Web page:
The demand for technological solutions from the market is also echoed by David Cockayne, regional director, Northern Europe at Yanmar Compact Equipment EMEA, who points towards planned and predictive maintenance via telematics as a key driver for innovation in mini and midi excavators.

Doosan has a wide range of mini and midi excavators

For Develon (previously Doosan), telematics is already a key feature in some of the company’s latest models. Stephane Dieu, excavators product manager, Europe for Develon, says that, “With the arrival of our DX-7 range, all of the new mini-excavators in the range are now equipped with our DoosanConnect telematics system, which was restricted in the past to only our medium and heavy segments – 14 tonne and over in the excavators. This gives our customers the opportunity to fully monitor their compact fleet.”

Elsewhere, Caterpillar has previously launched its Cat Grade platform, which is available in its dozers, excavators and paving equipment Matthews says the company is predicting more demand for this type of technology in the future. “There is a move towards using more technology, especially for the larger models. Tilt-rotate couplers which have been prevalent in Northern Europe are now increasing in popularity in other regions as they enable the machine to reach more work area from a single position and to manoeuvre around obstacles.

“Similarly, Cat Grade and other assist technologies help the operator get better accuracy, do less rework and lower costs.”

Next generation equipment

In March this year, Kobelco gave a glimpse into the future of its equipment with the launch of the SK34SR-7 and SK39SR-7 mini excavators, which are said to offer increased engine performance, improved operability, an updated cabin interior and easier maintenance when compared with the previous SK30SR-6E and SK35SR-6E.

Caterpillar announced four battery electric machine prototypes last year, including the 301.9 mini excavator. (Photo: Caterpillar) Caterpillar announced four battery electric machine prototypes last year, including the 301.9 mini excavator. (Photo: Caterpillar)

In addition to the new cabin design, the Kobelco SK34SR-7 and SK39SR-7 comes with increased engine output (from 18 to 19 kW), larger bucket cylinders (from 65 to 70mm) and 15% increase in bucket digging force (from 27.8 to 32kN).

Kobelco says the machines, which were showcased for the first time at the SaMoTer exhibition in Verona in May, demonstrates “how we are continually developing our mini excavator technology and machine concepts in order to better meet the increasing demands of our operators.”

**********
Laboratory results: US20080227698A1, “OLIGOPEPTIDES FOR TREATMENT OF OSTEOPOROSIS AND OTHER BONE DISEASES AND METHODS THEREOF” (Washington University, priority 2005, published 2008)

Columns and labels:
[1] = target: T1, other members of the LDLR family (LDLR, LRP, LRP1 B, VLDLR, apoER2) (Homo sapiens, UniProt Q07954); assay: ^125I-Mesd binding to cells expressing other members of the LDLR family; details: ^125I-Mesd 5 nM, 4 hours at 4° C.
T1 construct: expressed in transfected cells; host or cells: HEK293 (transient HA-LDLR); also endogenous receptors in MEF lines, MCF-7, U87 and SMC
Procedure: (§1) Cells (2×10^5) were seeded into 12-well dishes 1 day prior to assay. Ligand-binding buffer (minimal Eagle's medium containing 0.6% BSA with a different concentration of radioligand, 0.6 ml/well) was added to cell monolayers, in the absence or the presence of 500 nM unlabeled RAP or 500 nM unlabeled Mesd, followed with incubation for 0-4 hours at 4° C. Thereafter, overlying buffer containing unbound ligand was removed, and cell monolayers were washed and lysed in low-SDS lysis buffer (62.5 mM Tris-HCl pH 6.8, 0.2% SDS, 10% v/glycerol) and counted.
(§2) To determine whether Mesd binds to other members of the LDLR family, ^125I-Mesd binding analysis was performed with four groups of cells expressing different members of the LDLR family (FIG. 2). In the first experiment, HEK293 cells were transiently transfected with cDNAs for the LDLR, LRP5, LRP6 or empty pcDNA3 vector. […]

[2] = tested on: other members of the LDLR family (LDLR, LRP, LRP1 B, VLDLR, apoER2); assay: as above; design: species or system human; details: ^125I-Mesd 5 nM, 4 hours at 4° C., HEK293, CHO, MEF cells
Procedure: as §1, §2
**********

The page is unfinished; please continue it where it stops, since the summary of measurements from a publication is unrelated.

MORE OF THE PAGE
Another machine that is currently in the development stage, Yanmar is working on its SV17e electric mini excavator prototype, designed for the 1.5 to 2.0 tonnes segment. According to Cockayne, the unit is powered by an “all-electric drive and features an open-centre hydraulic system with load-sensing hydraulic pump, creating an exceptional experience for both owner and operator. It boasts impressive digging, lifting and carrying capabilities, all while meeting the world’s most demanding emissions restrictions and offering ultimate comfort, ergonomics and control.”

First EV mini from New Holland
The new E15X mini excavator (Photo: New Holland Construction) The new E15X mini excavator (Photo: New Holland Construction)

New Holland Construction is releasing its first commercially available EV machine E15X, the electric-powered, zero-emission mini excavator that debuted at ConExpo 2023 in Las Vegas.

The E15X has a 29hp cobalt-free lithium-ion battery and a 21.5hp motor – equivalent in power to its E14D diesel counterpart.

When fully charged, the battery can operate for up to eight hours, and it can recharge in 10 hours with a standard 110V outlet or within an hour with its fast-charge features, the manufacturer said.

The mini excavator uses bio-hydraulic oil to extend service intervals; comes with pre-set precision, normal, productivity and individual control modes that can be independently adjusted; and runs quieter than similar diesel models.

The machines variable height and width adjustments allow the E15X’s undercarriage to be narrowed to 31 inches and the height to be lowered to less than 4.9 feet by rotating the roll bar. According to the manufacturer, customers can fit the E15X through most standard-sized doors.


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Ollie Hodges Publisher Tel: +44 (0)1892 786253 E-mail: [email protected]
Lewis Tyler
Lewis Tyler Editor Tel: 44 (0)1892 786285 E-mail: [email protected]